Sunday, August 30, 2009

AssemblyFileVersionAttribute and AssemblyVersionAttribute: A subtle difference

In Visual Studio 2008 (and possibly other versions) when you create a C# project in many cases the wizard also creates the AssemblyInfo.cs file for you. That's quite handy but it can also come with a surprise caused by a subtle difference. Usually both the AssemblyFileVersionAttribute and the AssemblyVersionAttribute are created for you. The generated code looks as follows:
// Version information for an assembly consists of the following four values:
//      Major Version
//      Minor Version 
//      Build Number
//      Revision
// You can specify all the values or you can default the Build and Revision Numbers 
// by using the '*' as shown below:
// [assembly: AssemblyVersion("1.0.*")]
[assembly: AssemblyVersion("")]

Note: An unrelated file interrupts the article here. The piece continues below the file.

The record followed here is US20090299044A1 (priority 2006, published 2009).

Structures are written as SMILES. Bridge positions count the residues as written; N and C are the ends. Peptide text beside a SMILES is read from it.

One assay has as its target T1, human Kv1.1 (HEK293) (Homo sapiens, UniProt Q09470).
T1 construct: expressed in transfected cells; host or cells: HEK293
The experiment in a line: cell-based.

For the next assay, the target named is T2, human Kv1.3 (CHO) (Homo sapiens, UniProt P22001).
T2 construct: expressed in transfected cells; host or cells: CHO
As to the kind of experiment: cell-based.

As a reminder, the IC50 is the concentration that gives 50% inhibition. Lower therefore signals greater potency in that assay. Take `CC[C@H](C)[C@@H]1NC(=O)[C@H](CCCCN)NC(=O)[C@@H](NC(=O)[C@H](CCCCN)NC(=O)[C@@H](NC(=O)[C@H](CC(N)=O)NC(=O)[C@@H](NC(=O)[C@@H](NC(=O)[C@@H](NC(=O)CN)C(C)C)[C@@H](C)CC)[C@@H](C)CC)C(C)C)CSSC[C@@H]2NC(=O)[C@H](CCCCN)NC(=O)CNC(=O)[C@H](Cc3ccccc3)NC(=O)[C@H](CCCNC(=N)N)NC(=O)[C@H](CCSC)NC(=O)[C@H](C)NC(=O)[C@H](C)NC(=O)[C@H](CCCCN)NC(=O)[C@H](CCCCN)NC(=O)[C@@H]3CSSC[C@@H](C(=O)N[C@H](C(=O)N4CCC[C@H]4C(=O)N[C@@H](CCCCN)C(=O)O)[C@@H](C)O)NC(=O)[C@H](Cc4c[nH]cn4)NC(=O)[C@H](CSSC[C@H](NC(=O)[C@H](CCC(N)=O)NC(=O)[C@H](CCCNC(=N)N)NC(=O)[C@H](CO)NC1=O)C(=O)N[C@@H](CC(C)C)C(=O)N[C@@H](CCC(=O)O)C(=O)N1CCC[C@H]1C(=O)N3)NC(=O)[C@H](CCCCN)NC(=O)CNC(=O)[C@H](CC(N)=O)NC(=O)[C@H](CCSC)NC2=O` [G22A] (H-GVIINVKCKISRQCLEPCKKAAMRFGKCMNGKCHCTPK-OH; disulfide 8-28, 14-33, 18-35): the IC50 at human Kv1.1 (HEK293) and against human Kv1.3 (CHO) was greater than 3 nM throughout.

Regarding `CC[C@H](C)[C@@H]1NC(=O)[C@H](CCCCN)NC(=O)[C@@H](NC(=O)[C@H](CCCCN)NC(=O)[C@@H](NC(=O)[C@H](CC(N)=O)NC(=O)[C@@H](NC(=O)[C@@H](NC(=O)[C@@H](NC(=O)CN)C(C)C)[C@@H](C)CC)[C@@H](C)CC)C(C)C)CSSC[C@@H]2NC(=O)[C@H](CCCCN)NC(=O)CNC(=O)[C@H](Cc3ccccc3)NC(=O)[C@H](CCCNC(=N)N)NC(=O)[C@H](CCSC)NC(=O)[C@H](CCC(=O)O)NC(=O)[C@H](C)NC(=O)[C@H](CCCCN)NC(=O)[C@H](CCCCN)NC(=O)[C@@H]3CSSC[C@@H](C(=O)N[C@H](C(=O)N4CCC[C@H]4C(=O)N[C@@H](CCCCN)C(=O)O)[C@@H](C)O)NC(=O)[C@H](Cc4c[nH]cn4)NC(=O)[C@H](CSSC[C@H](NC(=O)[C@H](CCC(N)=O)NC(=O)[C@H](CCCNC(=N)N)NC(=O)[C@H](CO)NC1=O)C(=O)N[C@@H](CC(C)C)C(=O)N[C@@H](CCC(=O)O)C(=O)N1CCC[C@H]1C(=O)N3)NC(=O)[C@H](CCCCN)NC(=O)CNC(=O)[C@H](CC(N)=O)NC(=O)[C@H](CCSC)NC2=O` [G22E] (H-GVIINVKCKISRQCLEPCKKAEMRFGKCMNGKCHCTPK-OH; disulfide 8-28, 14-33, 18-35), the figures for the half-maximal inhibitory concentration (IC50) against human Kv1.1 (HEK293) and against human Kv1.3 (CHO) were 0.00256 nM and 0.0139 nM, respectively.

[assembly: AssemblyFileVersion("")]
The issue that you may run in is that when you read the comment and infer that it applies to both AssemblyVersion and AssemblyFileVersion. That is not the case! AssemblyVersion can deal with wild cards as the generated comment suggests. For AssemblyFileVersion "wild cards are not supported". There is a solution however. If you simply remove the AssemblyFileVersion, the version will be picked up from AssemblyVersion. as the Win 32 file version. And for AssemblyVersion you can use wild cards. In that case your code in AssemblyInfo.cs would look like this:
[assembly: AssemblyVersion("1.0.*")]
// No wild cards for AssemblyFileVersion!
//[assembly: AssemblyFileVersion("")]
// Since AssemblyFileVersion is commented out AssemblyVersion
// will be used for Win 32 file version.
So the recommendation is: Comment out AssemblyFileVersion unless you can't get away without it.


Dan Elliott said...

Thanks for the info Manny. This was really puzzling me. I've put a pointer to this on my blog (

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